This is all well and good, except that Carrier appears to have started with an assumption which may have invalidated his method from the beginning.
Conversely, it's very easy to show that the man depicted in the gospels didn't exist ... [because] ... much of what he does ... [does not] ...correspond to things that really happen (as if walking on water were to be believed; ...
So from the beginning, Carrier has poisoned the well. His starting assumption is that no miracle happened because miracles do not happen. And what do we call that, students of logic? If you said, "Circular Reasoning" then you get a gold star. If you said "Fallacious" you get half points.

Before even beginning, Carrier has defined four areas for the prior probability: Historical Jesus became Mythicized; Mythical Jesus became Historicized; Historical Jesus was not mythicized (and the gospels are true); Mythical Jesus was not historicized (postmodernism). He then assigns a prior probability of zero (or nearly zero) to the latter two areas, leaving the others with 49.9999% of the Bayesian prior probability.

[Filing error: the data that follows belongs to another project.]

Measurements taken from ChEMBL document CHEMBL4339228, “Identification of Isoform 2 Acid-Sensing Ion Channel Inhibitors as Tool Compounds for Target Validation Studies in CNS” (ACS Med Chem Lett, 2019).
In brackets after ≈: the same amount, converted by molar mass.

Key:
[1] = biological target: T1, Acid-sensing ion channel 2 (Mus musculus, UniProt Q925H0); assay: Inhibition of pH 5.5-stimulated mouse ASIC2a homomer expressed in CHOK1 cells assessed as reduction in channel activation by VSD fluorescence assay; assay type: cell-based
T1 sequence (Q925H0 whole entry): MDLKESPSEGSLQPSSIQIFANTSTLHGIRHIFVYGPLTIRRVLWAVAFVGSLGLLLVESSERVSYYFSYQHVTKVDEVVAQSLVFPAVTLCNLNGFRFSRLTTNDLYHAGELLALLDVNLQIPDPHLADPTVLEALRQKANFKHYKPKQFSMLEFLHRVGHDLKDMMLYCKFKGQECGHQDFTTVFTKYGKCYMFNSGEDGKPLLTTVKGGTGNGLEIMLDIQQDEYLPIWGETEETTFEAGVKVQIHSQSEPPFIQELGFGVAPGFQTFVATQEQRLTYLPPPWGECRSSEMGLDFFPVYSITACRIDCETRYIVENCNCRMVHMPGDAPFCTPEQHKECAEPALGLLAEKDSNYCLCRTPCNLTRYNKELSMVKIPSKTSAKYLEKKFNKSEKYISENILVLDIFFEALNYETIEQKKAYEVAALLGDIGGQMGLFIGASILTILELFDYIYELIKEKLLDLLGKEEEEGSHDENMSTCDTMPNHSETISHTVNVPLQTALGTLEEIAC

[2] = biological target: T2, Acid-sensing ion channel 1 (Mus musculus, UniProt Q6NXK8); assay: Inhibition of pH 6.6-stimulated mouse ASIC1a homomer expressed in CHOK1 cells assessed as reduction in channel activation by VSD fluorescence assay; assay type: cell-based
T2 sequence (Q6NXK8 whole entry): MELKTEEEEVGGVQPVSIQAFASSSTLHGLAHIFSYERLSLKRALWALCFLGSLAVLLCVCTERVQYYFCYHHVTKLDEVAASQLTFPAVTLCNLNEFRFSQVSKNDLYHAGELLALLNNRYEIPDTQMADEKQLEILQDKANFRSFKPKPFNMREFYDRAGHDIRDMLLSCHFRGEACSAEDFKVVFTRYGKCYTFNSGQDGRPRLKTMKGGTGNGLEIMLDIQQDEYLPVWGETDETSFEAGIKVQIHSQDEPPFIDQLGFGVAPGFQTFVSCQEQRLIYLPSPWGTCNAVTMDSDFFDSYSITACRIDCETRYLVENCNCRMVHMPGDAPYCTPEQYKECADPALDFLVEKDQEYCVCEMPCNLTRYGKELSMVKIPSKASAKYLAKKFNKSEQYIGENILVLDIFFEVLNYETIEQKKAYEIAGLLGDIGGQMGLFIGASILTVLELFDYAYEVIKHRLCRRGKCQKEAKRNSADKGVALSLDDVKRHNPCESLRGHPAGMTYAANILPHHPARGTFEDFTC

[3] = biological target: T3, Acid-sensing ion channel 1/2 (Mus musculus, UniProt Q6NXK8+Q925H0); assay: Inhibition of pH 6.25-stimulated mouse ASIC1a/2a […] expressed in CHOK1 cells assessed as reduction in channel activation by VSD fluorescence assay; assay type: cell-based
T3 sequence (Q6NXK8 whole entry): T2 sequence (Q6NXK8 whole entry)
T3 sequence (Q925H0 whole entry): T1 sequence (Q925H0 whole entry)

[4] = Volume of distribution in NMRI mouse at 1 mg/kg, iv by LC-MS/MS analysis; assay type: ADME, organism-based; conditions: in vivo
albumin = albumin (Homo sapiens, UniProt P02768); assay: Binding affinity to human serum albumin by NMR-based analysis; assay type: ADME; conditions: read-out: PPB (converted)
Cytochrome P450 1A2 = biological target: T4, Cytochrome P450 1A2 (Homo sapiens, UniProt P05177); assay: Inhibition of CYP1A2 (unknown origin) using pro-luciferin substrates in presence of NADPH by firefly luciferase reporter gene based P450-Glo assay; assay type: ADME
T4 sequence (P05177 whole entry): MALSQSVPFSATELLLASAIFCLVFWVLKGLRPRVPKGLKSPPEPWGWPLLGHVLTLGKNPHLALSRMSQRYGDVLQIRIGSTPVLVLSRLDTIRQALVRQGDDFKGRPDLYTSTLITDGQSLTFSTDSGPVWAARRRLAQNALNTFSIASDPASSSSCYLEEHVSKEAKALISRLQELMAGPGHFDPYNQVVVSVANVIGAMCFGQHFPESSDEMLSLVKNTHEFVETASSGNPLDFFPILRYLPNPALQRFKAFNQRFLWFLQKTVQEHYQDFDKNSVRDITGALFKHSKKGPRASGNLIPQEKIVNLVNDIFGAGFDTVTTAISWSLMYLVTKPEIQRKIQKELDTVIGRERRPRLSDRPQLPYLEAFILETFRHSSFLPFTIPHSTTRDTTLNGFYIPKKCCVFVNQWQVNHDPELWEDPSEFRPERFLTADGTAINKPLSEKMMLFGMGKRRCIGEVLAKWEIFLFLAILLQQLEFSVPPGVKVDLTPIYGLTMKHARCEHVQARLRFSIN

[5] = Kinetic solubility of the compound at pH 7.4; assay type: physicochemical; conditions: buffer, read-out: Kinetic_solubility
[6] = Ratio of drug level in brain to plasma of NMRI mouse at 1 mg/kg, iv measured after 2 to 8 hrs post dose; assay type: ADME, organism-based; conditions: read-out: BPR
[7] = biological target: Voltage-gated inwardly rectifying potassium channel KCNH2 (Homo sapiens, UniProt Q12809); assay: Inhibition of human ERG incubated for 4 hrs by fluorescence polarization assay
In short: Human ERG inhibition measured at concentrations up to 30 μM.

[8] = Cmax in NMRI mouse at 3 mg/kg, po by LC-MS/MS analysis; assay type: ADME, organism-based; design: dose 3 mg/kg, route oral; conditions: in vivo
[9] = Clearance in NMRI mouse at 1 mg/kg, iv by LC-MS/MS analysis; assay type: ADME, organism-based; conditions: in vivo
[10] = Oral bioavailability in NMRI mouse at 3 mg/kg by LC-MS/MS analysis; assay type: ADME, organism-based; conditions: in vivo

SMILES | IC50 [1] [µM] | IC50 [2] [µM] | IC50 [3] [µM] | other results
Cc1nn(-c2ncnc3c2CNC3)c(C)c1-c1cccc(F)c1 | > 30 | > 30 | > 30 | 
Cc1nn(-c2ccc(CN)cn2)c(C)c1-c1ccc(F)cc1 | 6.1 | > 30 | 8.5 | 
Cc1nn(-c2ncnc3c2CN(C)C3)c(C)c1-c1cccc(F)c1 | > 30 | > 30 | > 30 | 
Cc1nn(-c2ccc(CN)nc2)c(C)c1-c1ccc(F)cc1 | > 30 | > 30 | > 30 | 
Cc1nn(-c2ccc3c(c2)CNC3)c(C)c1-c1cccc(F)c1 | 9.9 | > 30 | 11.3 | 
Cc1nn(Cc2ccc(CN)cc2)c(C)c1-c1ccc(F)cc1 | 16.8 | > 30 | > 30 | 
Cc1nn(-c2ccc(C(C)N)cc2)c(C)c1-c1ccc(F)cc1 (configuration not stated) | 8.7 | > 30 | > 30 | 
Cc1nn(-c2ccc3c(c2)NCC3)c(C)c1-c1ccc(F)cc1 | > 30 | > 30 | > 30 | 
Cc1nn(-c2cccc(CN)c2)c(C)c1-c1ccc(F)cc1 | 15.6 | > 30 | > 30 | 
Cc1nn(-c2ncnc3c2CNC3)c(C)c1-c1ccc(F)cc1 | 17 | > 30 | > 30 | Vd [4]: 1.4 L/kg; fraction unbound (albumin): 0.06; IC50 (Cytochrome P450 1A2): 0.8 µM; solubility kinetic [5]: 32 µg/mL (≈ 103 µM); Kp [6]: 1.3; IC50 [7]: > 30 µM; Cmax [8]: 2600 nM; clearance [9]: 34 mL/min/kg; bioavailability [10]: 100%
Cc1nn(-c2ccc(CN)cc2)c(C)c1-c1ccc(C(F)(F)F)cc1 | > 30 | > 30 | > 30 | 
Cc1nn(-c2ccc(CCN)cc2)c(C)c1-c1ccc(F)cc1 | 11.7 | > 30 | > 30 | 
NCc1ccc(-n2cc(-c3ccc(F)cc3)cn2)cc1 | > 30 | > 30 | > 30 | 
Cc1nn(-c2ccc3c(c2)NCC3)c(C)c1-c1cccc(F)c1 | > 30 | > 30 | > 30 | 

So you see immediately that the Bayesian analysis is invalidated: He has made a prior assumption that invalidates it. Now, if in light of the prior probability, the final probability were 100% -- that is, given that the gospels are true, was Jesus a real historical person = 100% yes -- that is still 100% of .00001%, or a negligible truth value. So his initial assumption that walking on water is not to be believed "poisons the well" by rendering any conclusion he makes deadly.

It's a bit like asking a courtroom witness, "Given that your testimony is perjury and that you're a liar, why should we believe you?" -- there is no good answer. Or it's a bit like asking "Do you still beat your dog?"